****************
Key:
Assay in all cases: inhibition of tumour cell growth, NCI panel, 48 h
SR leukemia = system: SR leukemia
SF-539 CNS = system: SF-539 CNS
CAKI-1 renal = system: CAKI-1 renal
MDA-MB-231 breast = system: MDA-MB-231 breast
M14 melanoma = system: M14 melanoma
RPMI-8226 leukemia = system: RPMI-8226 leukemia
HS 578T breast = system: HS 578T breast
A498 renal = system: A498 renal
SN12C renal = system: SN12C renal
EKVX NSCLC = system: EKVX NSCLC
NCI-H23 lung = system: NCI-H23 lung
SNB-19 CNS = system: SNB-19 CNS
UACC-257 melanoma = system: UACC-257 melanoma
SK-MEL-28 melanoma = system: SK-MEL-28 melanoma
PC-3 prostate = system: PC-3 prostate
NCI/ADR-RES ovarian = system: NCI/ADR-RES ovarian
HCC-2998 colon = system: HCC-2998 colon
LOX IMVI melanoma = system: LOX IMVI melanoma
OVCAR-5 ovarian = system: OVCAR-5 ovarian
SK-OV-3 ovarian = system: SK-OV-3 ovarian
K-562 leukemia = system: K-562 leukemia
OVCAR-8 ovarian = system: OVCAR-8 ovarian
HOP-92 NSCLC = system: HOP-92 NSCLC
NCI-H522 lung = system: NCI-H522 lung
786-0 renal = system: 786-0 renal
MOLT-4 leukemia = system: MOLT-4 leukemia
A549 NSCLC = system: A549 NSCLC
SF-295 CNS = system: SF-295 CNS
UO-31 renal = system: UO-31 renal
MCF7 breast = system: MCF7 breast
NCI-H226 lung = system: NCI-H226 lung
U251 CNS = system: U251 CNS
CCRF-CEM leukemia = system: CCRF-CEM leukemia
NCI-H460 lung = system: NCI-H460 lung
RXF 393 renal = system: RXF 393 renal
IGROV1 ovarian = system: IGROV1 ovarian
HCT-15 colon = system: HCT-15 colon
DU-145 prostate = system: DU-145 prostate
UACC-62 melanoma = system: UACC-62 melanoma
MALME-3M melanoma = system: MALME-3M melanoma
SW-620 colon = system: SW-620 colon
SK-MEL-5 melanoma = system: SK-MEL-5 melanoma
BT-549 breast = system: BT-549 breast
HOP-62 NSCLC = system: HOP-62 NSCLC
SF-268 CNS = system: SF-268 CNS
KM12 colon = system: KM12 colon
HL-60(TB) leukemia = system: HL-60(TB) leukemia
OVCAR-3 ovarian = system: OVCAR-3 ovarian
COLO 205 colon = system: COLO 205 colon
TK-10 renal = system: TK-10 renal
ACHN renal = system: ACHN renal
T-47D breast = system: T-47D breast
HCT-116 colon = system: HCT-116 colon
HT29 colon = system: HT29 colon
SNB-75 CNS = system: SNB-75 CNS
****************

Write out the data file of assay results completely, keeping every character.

Key:
Assay in all cases: inhibition of tumour cell growth, NCI panel, 48 h
SR leukemia = system: SR leukemia
SF-539 CNS = system: SF-539 CNS
CAKI-1 renal = system: CAKI-1 renal
MDA-MB-231 breast = system: MDA-MB-231 breast
M14 melanoma = system: M14 melanoma
RPMI-8226 leukemia = system: RPMI-8226 leukemia
HS 578T breast = system: HS 578T breast
A498 renal = system: A498 renal
SN12C renal = system: SN12C renal
EKVX NSCLC = system: EKVX NSCLC
NCI-H23 lung = system: NCI-H23 lung
SNB-19 CNS = system: SNB-19 CNS
UACC-257 melanoma = system: UACC-257 melanoma
SK-MEL-28 melanoma = system: SK-MEL-28 melanoma
PC-3 prostate = system: PC-3 prostate
NCI/ADR-RES ovarian = system: NCI/ADR-RES ovarian
HCC-2998 colon = system: HCC-2998 colon
LOX IMVI melanoma = system: LOX IMVI melanoma
OVCAR-5 ovarian = system: OVCAR-5 ovarian
SK-OV-3 ovarian = system: SK-OV-3 ovarian
K-562 leukemia = system: K-562 leukemia
OVCAR-8 ovarian = system: OVCAR-8 ovarian
HOP-92 NSCLC = system: HOP-92 NSCLC
NCI-H522 lung = system: NCI-H522 lung
786-0 renal = system: 786-0 renal
MOLT-4 leukemia = system: MOLT-4 leukemia
A549 NSCLC = system: A549 NSCLC
SF-295 CNS = system: SF-295 CNS
UO-31 renal = system: UO-31 renal
MCF7 breast = system: MCF7 breast
NCI-H226 lung = system: NCI-H226 lung
U251 CNS = system: U251 CNS
CCRF-CEM leukemia = system: CCRF-CEM leukemia
NCI-H460 lung = system: NCI-H460 lung
RXF 393 renal = system: RXF 393 renal
IGROV1 ovarian = system: IGROV1 ovarian
HCT-15 colon = system: HCT-15 colon
DU-145 prostate = system: DU-145 prostate
UACC-62 melanoma = system: UACC-62 melanoma
MALME-3M melanoma = system: MALME-3M melanoma
SW-620 colon = system: SW-620 colon
SK-MEL-5 melanoma = system: SK-MEL-5 melanoma
BT-549 breast = system: BT-549 breast
HOP-62 NSCLC = system: HOP-62 NSCLC
SF-268 CNS = system: SF-268 CNS
KM12 colon = system: KM12 colon
HL-60(TB) leukemia = system: HL-60(TB) leukemia
OVCAR-3 ovarian = system: OVCAR-3 ovarian
COLO 205 colon = system: COLO 205 colon
TK-10 renal = system: TK-10 renal
ACHN renal = system: ACHN renal
T-47D breast = system: T-47D breast
HCT-116 colon = system: HCT-116 colon
HT29 colon = system: HT29 colon
SNB-75 CNS = system: SNB-75 CNS